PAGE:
Every morning, we run the Narrative Machine on the past 24 hours worth of financial media to find the most on-narrative (i.e. interconnected and central) stories. On the weekend, we leave finance to cover the last week or so in other shifting parts of the Zeitgeist – namely, politics and culture. It’s not a list of best articles or articles we think are most interesting … often far from it.
But these are articles that have struck a chord in narrative world.
May 4, 2019 Narrative Map – Non-Financial Articles
The folly of raising the gas tax [Washington Times]
I think the reason that infrastructure is such a fascinating recurring topic – beyond the fact that it is relatable on an everyday basis – is that it’s so surprisingly subject to cartoonification, or at the very least oversimplification. It’s also (relatedly) a reasonably strong litmus test for your political affiliation. I give you the Parkway Postulate:
As the length of an infrastructure editorial approaches 1000 words…
- The probability that a progressive author / board will use the word “crumbling”;
- The probability that a libertarian author / board will use the expression “private roads”; and
- The probability that a conservative author / board will refer to “bike lanes”
All approach one.
The ‘Valley Girls’ of the Rio Grande [New York Times]
Immigration narratives are complicated and perilous, mostly because they call upon powerful memes. Safety! Liberty! Rule of law! Humanity!
When public personalities express an opinion on immigration in the United States, it is usually a way to signal to others which of those legitimately valuable principles they most wish to attach themselves to. There is little room for nuance. No one cares what your actual view is, because they’re going to auto-tune you into a few pre-set classifications anyway. In the Widening Gyre, it is politically useful to be able to pigeon-hole Americans into being either an Open-Borders Freak or a Closed-Borders Nationalist. Why else do you think this story rose to the top of the Zeitgeist, as one of the most linguistically interconnected of the more than 428,000 news / feature / opinion articles in our query this past week?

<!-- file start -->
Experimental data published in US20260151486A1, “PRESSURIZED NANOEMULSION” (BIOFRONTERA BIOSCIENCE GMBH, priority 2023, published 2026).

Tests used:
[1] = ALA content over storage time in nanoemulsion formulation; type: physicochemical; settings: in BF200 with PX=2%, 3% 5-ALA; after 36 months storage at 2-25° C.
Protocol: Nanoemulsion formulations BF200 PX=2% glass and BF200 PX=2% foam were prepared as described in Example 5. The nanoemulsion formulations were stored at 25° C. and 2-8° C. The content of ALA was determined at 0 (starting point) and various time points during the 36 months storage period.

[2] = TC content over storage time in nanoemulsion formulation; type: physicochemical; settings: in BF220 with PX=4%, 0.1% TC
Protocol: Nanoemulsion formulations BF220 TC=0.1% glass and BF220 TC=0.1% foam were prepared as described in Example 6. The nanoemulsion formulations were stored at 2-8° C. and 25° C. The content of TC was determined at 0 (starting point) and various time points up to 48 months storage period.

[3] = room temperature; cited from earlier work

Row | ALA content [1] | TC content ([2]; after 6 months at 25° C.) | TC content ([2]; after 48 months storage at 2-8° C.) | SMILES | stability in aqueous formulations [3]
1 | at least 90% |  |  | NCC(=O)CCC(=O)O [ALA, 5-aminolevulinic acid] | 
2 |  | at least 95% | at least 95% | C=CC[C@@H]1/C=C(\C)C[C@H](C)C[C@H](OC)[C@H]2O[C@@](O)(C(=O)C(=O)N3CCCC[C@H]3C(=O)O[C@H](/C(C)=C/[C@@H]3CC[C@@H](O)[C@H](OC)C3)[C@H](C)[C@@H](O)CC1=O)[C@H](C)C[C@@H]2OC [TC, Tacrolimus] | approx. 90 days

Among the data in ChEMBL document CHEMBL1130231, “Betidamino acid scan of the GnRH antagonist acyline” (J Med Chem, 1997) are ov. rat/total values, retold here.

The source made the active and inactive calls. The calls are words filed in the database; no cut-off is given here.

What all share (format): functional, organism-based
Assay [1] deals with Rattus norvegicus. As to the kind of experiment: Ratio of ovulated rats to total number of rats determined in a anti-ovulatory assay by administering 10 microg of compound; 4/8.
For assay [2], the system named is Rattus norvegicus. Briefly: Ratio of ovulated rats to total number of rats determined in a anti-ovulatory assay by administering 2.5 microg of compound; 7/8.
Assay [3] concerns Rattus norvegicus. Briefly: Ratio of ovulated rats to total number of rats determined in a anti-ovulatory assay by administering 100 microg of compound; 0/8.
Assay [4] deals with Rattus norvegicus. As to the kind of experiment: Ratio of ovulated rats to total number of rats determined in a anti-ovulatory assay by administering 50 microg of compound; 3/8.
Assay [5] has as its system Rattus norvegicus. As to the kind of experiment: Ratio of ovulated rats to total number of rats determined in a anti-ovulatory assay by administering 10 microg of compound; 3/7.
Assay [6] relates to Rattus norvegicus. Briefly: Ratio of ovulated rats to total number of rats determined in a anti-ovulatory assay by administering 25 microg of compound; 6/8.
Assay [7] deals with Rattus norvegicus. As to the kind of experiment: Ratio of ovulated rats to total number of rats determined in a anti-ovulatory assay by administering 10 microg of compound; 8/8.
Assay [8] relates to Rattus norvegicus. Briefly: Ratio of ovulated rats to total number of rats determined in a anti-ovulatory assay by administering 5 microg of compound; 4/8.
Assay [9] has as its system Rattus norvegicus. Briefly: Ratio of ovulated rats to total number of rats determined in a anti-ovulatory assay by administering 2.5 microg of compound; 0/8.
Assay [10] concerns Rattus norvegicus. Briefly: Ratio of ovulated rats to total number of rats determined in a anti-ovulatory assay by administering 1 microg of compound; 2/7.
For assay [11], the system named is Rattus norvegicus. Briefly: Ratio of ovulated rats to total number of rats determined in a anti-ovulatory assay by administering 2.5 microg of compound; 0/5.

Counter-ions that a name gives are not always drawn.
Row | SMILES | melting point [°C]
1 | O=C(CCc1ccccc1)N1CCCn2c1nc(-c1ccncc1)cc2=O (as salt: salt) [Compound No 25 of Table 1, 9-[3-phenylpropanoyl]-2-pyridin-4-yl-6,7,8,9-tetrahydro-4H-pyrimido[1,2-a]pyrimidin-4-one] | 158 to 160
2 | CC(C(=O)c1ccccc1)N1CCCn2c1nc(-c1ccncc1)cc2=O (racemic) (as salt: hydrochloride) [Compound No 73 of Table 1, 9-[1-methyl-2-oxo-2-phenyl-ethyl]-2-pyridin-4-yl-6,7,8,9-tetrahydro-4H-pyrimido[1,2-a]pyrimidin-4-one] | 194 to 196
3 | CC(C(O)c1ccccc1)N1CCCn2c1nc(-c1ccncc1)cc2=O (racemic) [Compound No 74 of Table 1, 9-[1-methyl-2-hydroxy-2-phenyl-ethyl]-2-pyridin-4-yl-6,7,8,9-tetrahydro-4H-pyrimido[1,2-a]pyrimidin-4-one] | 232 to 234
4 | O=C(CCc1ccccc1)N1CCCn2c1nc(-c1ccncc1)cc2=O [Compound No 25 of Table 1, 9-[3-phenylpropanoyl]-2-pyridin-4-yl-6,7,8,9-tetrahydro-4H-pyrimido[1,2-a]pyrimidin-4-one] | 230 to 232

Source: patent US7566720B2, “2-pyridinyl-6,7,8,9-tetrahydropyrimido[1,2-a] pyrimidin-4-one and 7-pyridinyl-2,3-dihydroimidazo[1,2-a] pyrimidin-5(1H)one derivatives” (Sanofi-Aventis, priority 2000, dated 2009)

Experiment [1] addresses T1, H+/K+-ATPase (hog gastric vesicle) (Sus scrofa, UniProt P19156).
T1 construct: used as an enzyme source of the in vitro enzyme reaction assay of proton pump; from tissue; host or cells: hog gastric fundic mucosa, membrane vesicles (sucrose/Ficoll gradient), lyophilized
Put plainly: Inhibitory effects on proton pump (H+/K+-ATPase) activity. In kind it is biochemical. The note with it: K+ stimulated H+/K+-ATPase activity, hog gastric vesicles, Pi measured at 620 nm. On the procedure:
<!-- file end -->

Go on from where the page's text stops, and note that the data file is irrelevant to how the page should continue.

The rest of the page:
Yes, like most feature journalism, this NYT presentation is transparently Fiat News. But The Valley, like most land borders, IS one of the most unusual places in the world. You will drive down one road and feel unfailing optimism, and down another and feel an unbearable, oppressive weight. It’s not a place that allows you to keep a pigeon-holed view of anything for very long. Spend time there. Meet the rough and beautiful people who are building lives and families there. Meet some of the people who are trying to ease those burdens.
If you are anything like me, you’ll come away with greater love for immigrants AND a desire to bring far more into our country AND greater love for the rule of law concerning borders.
You will also come away with even more disdain than you can imagine for the politically convenient false dichotomy between these ideas.
Get the dirt on living in the country [VillageSoup of Knox County, Maine – I think]
Surround yourself with the calmness of the forest [Murfreesboro Post]
Kit Carson: The True Pathfinder of the Frontier [Tahoe Quarterly]
Black Canyon | The Whispers of the Lower Colorado [Adventure Sports Network]
Uh…guess it’s been one of those weeks, America? Need a break?
Bian: The trouble with the ‘identity politics’ accusation [Daily Northwestern]
A second Weekend Zeitgeist theory: As t approaches one semester, the probability that at least one editorial or opinion submission to a college newspaper will include the literal transcription of the dictionary definition of a word also approaches one.
A 27% CAGR? Really? Someone find us whoever’s running the book on WeWork so that we can gin up something more interesting than that.
The Good and the Bad sides of the Fintech Industry [A Press Release? I honestly don’t know]
Yeah, OK, I have questions.
- What is this thing? Is it a press release? It looks like a press release.
- Why is this a thing? Who are we expecting to read this, and what is the action we are trying to provoke? To send them to a blog?
- Who are the experts being quoted here? I googled like five of the phrases in this and came up bone dry. Did the author of this press release really write his own definition for a term and then phrase it as a quote from “experts?”
- When did we decide that we were going to give fintech a definite article? I have archaic sensibilities, so I’m still on board with The Congo and The Crimea, even if we aren’t supposed to be, but The Fintech?
- How did this get to the top of the Zeitgeist? Let’s zoom in to see all of the articles that are adjacent to it by language. It’s that bigger green dot in the center.
Ah. Well, there’s a pitfall to similarity-based language analysis. To some extent, it is gameable. The gobbledygook grab-bag we have in this…this…whatever this article is, is just the broadly distributed content equivalent of SEO.
Yet another thing to be aware of in our consumption of news.